By Ms LL.M Ankie Broekers-Knol, President of the Senate of the Netherlands.
In its broadest definition, diplomacy can be defined as the art and practice of conducting negotiations between two or more groups in order to achieve a particular goal. In today’s globalized world, diplomacy and international relations are no longer the exclusive preserve of governments. Members of parliament are undertaking more and more diplomatic activities, which supplement the efforts of the government within the context of ‘traditional’ diplomacy. We call this parliamentary diplomacy.
The Senate of the Netherlands is very internationally oriented and actively engages in parliamentary diplomacy. Historically, the Netherlands has always looked outwards. In view of the country’s open economy, it is important for parliamentarians to engage in international relations. The advantages of parliamentary diplomacy are that parliamentarians are ideally placed to build bridges between conflicting parties and that they are not bound by the positions taken by the government. Personal contacts between members of parliament of different states are likely to enhance mutual understanding and to establish alternative channels beneficial for bilateral relations between countries. Also inter-parliamentary contacts promote the development of the international democratic legal order. In international parliamentary fora parliamentarians are in place to engage in a credible exchange of expertise and to draw lessons-learned regarding the building of democratic institutions as well as for example political, intercultural and interreligious dialogue to safeguard pluralism.
In more and more international policy areas parliaments are increasingly ‘needed’. An example is foreign affairs and defence policy. More and more military forces are training together and are being integrated. There is not much point to this if parliaments, when the time is there, vote for deployment differently (for or against). This is just one example why it is crucial that parliamentarians know each other, maintain dialogue and invest in their mutual relationships. Parliamentary diplomacy is key here.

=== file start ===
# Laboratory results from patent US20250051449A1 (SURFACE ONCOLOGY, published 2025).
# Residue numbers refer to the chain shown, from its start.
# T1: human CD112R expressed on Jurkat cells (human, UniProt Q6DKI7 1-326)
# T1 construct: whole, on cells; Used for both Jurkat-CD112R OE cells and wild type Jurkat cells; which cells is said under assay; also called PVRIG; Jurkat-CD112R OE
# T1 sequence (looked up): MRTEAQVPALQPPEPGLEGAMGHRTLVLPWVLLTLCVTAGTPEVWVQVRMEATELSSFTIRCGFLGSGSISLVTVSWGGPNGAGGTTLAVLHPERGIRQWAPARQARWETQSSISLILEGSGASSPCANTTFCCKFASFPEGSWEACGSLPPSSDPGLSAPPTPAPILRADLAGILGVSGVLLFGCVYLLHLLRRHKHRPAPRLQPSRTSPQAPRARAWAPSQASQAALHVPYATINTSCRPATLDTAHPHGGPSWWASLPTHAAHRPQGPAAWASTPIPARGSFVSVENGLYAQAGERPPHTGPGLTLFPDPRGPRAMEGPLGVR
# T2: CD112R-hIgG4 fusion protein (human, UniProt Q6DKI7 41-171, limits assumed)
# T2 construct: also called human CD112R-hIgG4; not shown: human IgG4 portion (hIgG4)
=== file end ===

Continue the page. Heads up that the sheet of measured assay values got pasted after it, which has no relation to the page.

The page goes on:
The parliamentarians of the Senate of the Netherlands establish relationships with parliamentarians from other countries by active participation in the parliamentary assemblies of international organisations and by organizing bilateral visits. With respect to the first pillar, senators take part in various parliamentary assemblies, such as the NATO, OSCE and Council of Europe Parliamentary Assembly and in the inter-parliamentary EU conferences. In fact, from 21-24 November 2014 the Senate and the House of Representatives will host the annual session of the NATO Parliamentary Assembly in the World Forum in the Hague. Looking forward further, the Senate will host the meeting of the Association of European Senates in the spring of 2015.
Concerning the second pillar of bilateral visits, the Senate receives dozens of delegations each parliamentary year. Just this year we have received, amongst others, the Presidents of the People’s Republic of China and the Republic of France, Prince Albert II of Monaco, the Speaker of the Parliament of the Republic of Croatia, the President of Burundi and the Speakers of the Senate of Canada and Rwanda.
In short, parliamentary diplomacy is important and challenging work, which the Senate of the Netherlands should continue to focus on.